Though school is out, the reality of how much it will cost to attend college is setting in.
Last week the UW Board of Regents approved a tuition hike of 5.5 percent at all UW schools and universities.
They cited the state's cut of $250 million in funding in the last biennial budged, coupled with the need to ensure quality education as the reasons why the hike is necessary.
Next year a student at UW-Madison will pay $9,273 for one academic year. For comparison, a student at UW-Marathon County, a two-year college, will pay $4,750.
"The Board of Regents and the State tend to do a very good job trying to maintain tuition at that level. Being a public institution you have to do the best you can," said Dr. Franklyn Taylor, the assistant dean of student services at UW-Marathon County.
But the cost of higher education is higher than ever, putting a strain on cash-strapped students in a poor economy.
"I don't think it's necessary, you're already paying enough," said Ashley Worzella, a UWMC student.
The cost of college is a factor for everyone who wants to go, but at UWMC Dr. Taylor says they're trying to keep school affordable while maintaining quality education.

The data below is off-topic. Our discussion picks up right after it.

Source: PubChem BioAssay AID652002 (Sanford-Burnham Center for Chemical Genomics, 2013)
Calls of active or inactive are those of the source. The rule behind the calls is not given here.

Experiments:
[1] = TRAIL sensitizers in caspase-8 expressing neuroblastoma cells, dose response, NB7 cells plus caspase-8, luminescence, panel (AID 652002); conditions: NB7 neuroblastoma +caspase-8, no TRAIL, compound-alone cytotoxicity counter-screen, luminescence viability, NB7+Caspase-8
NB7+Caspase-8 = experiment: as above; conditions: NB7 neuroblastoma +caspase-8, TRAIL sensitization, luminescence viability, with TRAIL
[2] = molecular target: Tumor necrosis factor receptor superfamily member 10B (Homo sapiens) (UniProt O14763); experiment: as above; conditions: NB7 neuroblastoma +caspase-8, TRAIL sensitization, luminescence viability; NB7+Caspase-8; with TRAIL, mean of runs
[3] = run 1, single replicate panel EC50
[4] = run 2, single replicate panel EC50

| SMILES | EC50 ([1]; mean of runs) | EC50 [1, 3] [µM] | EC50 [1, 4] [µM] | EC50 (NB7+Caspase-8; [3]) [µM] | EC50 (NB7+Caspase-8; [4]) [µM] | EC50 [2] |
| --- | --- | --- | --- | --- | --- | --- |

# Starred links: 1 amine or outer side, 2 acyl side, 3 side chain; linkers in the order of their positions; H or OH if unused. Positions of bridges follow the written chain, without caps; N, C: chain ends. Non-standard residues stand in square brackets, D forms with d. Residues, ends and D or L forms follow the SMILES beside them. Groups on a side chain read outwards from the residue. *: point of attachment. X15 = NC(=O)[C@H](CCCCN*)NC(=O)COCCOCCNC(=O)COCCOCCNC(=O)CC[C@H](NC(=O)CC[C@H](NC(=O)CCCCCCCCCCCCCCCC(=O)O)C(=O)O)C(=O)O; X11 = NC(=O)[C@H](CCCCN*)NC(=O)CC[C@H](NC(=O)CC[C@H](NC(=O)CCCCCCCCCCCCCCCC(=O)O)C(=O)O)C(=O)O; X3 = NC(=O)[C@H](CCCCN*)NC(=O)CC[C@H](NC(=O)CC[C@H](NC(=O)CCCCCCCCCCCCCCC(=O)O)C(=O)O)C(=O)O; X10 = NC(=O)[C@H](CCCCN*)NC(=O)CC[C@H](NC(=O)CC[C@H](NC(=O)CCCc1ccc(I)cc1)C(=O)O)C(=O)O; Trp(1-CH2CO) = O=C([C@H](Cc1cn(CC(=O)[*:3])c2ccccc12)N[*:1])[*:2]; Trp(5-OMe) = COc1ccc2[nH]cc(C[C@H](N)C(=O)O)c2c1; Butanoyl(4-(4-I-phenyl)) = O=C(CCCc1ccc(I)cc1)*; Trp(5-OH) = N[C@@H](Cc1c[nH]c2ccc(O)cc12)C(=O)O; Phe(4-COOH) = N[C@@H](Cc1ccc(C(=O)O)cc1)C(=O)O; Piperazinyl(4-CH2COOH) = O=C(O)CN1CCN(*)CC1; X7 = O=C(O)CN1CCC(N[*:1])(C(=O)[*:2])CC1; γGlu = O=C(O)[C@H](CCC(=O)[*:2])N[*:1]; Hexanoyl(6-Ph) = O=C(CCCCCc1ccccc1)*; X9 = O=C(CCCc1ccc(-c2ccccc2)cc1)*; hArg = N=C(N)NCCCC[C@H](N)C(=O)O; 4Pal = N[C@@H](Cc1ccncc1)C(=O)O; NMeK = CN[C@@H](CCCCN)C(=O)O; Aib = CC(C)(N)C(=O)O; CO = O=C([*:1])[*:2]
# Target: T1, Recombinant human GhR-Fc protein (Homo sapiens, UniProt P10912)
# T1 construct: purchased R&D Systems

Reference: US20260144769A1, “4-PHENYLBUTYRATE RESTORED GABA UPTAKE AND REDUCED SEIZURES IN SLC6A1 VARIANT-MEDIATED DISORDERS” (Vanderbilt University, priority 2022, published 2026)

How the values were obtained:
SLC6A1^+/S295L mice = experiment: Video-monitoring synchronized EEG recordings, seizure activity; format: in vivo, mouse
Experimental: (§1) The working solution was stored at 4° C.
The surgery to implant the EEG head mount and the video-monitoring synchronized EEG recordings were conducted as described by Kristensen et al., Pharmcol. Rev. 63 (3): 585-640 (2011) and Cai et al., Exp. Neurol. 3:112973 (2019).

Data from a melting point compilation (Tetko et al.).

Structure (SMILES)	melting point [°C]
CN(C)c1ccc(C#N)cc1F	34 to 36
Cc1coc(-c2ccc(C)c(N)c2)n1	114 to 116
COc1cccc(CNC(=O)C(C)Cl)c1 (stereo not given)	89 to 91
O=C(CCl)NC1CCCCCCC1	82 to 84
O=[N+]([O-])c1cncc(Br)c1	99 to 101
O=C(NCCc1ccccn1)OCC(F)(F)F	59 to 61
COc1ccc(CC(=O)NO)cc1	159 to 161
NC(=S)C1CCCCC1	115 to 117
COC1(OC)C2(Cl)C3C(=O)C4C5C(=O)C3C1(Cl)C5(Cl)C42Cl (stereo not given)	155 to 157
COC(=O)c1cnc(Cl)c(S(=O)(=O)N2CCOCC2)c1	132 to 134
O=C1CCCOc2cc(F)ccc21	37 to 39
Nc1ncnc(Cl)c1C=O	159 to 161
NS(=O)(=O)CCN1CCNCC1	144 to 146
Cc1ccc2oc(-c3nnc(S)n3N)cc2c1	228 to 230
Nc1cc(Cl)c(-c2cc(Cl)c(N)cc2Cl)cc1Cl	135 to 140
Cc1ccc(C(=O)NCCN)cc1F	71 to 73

"We are still providing the same amount if not more services for students even at the cost of the cuts," he said.
Last year tuition at UWMC went up about three percent, but previously had been frozen since 2006.
More than 60 percent of Sudan's receive financial aid and without likely couldn't attend college.
Gov. Scott Walker promises to keep financial aid available.
"I'm committed to maintain financial support so that those in the greatest need have the greatest amount of support out there," he said.
Tuition has increased 16.5 percent at UW schools in the last three years.
The last state budget did not increase funding for the Wisconsin Higher Education Grant program, the state's primary need-based financial aid program.